Dawkins, Dennett, and Delusions

There is a rather delicious irony floating around out there these days, and I'm a little surprised that nobody has called attention to it yet.

Sir Karl Popper was a british empiricist who did seminal work in the foundations of the philosophy of science. Among his contributions to the demarcation debate was the suggestion that the main criterion for counting something as science ought to be the criterion of falsifiability. That is, any hypothesis that is not susceptible of falsification is not a scientific hypothesis. He gave two rather interesting examples. One was Marxist economic theory, the other Freudian analysis. Marxist economic theory is not falsifiable because it is not, in principle, testable. Freudian analysis is not falsifiable because any possible falsification one can imagine for a given hypothesis can be explained away as actually being fully consistent with the theory. For example, take the Oedipal Complex. If you think that asking grown men whether they had the hots for their moms when they were kids might be a good test of the theory, think again: if they say yes, of course that confirms the theory; if they say no, then the Freudians say that they are either lying or just repressing the memory, and again the theory is confirmed.

This criterian is often applied to creationism, because it fails on both counts. Since it is a claim about a singular historical event--God's special act of creation at the beginning of time--then it is not testable even in principle, since nothing about it falls under anything like a natural law. But in addition to that, any possible falsification you can try to think of will be answered by the creationists as fully compatible with their theory. I had a friend when I was in graduate school with whom I would often go jogging, and we often talked about this issue because he was himself a creationist. One day, while we were jogging, I asked him about the fossil evidence. It's millions of years old, I said, so how could the earth be only a few thousand years old. His answer? God put those "fossils" there, and made them appear to us to be millions of years old, when in fact they are only a few thousand years old. Why on earth would God do that, I asked. To test our faith, he answered.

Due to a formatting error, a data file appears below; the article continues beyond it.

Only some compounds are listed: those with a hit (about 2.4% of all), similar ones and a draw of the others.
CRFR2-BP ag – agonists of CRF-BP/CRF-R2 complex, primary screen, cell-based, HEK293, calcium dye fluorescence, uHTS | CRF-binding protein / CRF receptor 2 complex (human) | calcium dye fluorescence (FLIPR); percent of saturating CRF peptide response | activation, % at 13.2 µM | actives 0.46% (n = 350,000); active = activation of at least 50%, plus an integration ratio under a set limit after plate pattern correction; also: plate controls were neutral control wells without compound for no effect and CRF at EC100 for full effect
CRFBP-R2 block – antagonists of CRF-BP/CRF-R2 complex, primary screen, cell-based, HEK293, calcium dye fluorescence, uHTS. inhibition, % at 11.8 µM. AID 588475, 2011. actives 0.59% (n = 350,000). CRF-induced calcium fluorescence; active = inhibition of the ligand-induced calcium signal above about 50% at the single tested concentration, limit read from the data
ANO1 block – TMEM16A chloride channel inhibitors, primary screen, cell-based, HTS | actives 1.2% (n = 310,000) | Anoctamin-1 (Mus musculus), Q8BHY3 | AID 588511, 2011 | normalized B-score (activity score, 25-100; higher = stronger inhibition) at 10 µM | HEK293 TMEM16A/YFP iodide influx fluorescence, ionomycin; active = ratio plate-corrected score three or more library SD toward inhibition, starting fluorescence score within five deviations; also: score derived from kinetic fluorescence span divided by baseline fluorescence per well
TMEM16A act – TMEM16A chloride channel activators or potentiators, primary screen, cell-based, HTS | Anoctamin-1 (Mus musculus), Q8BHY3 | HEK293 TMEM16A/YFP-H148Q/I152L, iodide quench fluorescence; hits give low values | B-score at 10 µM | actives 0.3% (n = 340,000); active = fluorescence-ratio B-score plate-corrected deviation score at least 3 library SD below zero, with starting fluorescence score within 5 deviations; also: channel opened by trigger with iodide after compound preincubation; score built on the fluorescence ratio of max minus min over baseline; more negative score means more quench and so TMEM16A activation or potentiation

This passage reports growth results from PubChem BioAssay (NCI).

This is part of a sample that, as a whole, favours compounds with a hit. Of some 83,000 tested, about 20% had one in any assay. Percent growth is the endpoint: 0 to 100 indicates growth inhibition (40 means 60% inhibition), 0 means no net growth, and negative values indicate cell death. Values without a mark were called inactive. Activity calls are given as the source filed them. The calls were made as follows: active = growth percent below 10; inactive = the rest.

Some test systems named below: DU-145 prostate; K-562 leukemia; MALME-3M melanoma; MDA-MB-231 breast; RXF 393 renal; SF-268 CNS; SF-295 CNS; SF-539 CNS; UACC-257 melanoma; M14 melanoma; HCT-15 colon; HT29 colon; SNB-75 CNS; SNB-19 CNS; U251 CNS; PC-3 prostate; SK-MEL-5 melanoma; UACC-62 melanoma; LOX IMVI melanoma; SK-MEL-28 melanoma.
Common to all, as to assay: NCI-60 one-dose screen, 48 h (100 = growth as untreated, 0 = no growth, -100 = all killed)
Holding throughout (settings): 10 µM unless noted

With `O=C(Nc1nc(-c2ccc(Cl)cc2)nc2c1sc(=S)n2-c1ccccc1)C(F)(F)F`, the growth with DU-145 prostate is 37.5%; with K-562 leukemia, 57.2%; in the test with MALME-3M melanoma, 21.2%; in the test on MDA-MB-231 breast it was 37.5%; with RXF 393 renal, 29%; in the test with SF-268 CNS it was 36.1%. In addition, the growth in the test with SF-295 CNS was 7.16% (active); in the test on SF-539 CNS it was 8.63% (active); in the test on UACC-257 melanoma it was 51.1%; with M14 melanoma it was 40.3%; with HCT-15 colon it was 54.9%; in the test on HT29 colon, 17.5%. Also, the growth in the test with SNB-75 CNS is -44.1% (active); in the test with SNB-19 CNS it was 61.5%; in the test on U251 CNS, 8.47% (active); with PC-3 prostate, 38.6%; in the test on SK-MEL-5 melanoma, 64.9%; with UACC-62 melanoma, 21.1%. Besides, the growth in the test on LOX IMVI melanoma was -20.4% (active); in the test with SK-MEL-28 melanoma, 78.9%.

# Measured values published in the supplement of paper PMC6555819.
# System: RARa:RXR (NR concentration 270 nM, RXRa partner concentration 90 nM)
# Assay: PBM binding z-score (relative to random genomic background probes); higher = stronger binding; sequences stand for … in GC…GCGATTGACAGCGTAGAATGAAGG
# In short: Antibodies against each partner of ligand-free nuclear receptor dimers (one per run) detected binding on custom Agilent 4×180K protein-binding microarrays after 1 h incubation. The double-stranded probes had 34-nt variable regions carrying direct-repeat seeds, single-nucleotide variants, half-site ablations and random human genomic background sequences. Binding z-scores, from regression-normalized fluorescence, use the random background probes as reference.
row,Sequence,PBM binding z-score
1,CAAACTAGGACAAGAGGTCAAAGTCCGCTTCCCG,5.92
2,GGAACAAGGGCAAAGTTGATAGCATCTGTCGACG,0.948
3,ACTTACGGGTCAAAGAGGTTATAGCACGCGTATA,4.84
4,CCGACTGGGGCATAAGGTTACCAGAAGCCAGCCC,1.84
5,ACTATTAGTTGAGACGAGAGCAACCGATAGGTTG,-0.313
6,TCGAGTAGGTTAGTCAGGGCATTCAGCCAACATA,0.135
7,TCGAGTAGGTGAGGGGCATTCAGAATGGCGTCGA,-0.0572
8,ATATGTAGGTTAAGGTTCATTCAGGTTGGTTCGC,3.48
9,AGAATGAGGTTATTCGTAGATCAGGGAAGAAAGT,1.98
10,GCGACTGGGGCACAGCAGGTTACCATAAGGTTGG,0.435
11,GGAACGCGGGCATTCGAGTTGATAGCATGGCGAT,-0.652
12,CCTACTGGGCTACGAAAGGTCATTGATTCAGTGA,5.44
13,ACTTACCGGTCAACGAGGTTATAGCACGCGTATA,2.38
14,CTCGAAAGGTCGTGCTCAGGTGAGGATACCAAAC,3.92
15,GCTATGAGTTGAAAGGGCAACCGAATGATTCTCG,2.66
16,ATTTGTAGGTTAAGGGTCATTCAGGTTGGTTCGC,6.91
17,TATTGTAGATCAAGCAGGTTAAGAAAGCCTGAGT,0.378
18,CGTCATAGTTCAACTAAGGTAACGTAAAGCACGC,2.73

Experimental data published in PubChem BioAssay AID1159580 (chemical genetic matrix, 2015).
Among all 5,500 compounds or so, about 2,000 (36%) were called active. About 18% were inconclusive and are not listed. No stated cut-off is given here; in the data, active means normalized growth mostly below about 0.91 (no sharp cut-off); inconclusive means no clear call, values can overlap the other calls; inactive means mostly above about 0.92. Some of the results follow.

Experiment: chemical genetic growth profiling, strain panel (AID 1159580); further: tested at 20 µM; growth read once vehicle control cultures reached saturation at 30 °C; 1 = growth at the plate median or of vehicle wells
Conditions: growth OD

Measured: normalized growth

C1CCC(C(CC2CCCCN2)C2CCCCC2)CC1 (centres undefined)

I have no sympathy with those who claim that creationism is science, or with those who think it ought to be taught alongside evolutionary theory in the science classroom. On the other hand, I do have sympathy for those who object to the hubristic and condescending attitude of the acolytes of scientism such as Richard Dawkins and Daniel Dennett. Dawkins, of course, has just released a new book, The God Delusion, in which he gives what amounts to a kind of just-so story about the origins and foundations of religious belief: it is a vestige of a phenotype that is in fact valuable (neonatal trust in a parental figure) but that has the effect of continuing our magical thinking well into adulthood.

Needless to say, just-so theories of this sort are not falsifiable, since they are not testable; they are merely abductions, inferences to the "best" explanation, where "best" usually means "most appealing to the researcher". Also, like the Freudian complex, any possible falsification one can think of can be explained away as a vestige of the very phenotype one is trying to falsify. So the irony here is that the so-called "God Delusion" fails to be science and, most deliciously, it fails to be science on precisely the same criterion by which creationism fails to be science. Dawkins, Dennett, and the rest are on the same intellectual level as creationists. Given the sorts of terms Dawkins uses to describe such people ("stupid", "morons", "imbeciles"), I hope he's got his falsifications ready.